Philadelphia's Global Reach in the Colonial Period

This blog is the second in a series by Sarah Sharp, Global Educator for World Heritage Philadelphia, and retrieved from the Historical Society of Philadelphia's website.

During the colonial period, Philadelphia expanded both through immigration and in trade. If we walked through Philadelphia’s neighborhoods in the colonial and new nation era, we would have quickly seen evidence of international connections and populations.  Swedish, Dutch, English, German, Scotch-Irish, other Europeans, as well as Africans, all lived in the city by the mid-1660s.  They represented across all economic classes and social strata, including landowners, business owners, merchants, artisans, mariners, indentured servants and slaves.   To focus on one group, over 70,000 Germans made their way to Philadelphia in the decades before the American Revolution.

As teachers, we are always trying to find ways to enable our students to hear and see the lives of these early generations.  But, how to do that?  How can we nurture that curiosity that we feel about lives, locales, and times that seem so remote to students?  One great way to start is to watch History Making Productions’ (HMP) “A Lost World” (1600-1680), “In Penn’s Shadow” (1680-1720), and “Franklin’s Spark” (1720-1765) to generate enthusiasm for the various topics, and raise questions about some key individuals and groups.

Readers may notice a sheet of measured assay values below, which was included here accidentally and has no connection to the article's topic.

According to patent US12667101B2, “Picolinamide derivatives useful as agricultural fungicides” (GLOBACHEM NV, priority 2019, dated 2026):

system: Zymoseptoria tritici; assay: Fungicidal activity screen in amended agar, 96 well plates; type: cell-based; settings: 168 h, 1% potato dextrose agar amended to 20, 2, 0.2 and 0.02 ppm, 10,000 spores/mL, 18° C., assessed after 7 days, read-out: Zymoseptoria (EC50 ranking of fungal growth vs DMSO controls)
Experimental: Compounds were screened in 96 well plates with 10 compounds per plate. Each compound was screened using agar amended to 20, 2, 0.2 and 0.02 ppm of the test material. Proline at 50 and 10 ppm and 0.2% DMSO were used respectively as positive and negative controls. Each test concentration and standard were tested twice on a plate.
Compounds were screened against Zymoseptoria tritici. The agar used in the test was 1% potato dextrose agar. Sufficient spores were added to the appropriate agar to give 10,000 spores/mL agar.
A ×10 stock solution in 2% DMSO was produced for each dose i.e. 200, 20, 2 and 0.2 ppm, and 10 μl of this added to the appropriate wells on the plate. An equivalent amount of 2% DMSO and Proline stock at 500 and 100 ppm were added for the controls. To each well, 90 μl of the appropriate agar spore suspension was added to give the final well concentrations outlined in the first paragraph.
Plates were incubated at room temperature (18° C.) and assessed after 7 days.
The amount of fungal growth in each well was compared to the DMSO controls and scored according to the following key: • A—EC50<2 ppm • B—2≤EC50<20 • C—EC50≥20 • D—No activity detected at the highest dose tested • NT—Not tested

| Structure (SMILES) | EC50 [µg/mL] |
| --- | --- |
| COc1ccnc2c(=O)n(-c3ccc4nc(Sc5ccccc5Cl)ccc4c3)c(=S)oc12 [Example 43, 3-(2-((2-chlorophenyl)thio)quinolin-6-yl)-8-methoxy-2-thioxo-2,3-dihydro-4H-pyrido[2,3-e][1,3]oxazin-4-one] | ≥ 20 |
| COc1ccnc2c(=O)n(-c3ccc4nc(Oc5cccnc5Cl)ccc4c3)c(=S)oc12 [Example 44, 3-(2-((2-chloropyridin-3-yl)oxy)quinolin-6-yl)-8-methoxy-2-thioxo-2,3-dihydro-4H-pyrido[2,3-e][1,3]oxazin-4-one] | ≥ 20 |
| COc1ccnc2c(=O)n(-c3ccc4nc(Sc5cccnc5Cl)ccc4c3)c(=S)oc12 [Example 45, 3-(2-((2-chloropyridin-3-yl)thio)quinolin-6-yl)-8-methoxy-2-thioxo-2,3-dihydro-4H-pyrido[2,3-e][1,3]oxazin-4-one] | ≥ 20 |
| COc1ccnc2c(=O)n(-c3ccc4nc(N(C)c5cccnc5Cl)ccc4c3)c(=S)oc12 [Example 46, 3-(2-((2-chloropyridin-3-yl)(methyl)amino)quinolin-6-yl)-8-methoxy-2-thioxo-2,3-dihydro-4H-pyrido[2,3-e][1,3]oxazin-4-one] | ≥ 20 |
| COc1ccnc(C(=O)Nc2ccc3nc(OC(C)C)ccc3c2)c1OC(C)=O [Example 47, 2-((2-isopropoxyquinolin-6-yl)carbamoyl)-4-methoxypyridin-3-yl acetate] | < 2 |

Another possibility is to see the new Philadelphia World Heritage City (WHC)  film.  At HSP, try using the materials covering Wicaco (Annals of the Swedes on the Delaware), Southwark (named for the London district, Southwark, The old district of Southwark in the county of Philadelphia),  Gloria Dei Church or Old Swedes’ Church (A brief historical sketch of Gloria Dei Church Old Swedes'),  David Franks (David Franks : colonial merchant), Andrew Elliott (Andrew Elliot's Philadelphia odyssey : his early years, 1728-1764 : the story of a young Scottish merchant in America on his way to becoming a Royal Officer), Isaac Norris of Fairhill (Isaac Norris account books 1730-1770), and, of course, William Penn (William Penn, architect of a nation).  One way to implement these resources to to provide students with portions of some of the printed documents in the collections. This will allow students to work in small groups and evaluate why these people and places are important to Philadelphia and our shared national history.

In the HMP films as well as in HSP material, we see images of houses and other types of buildings.  We can also see how people dressed as well as what they ate and drank.  Ask students to imagine how adults and children actually spent their time based on these documents.  Have students accomplish this by creating drawings or creative writing that uses the examples set by the primary sources.  What did artisans, upper class homes, and merchants’ warehouses actually look like?

Some ideas include creating travel brochures for the colonies and for other World Heritage  cities. William Penn’s advertisement for Pennsylvania would be a great example to get students thinking about how to describe the colony. Or, have students send an imaginative Twitter feed while walking through one of the early Philadelphia neighborhoods as if they are sharing news with a Boston family member or a relative visiting the colony for the first time.

Stories of immigration into Philadelphia during this remarkable City’s earliest generations also gives us the opportunity to look at situations involving populations arriving in our own time.  Here’s a useful source where students can contrast our citiy's statistics with worldwide statistics.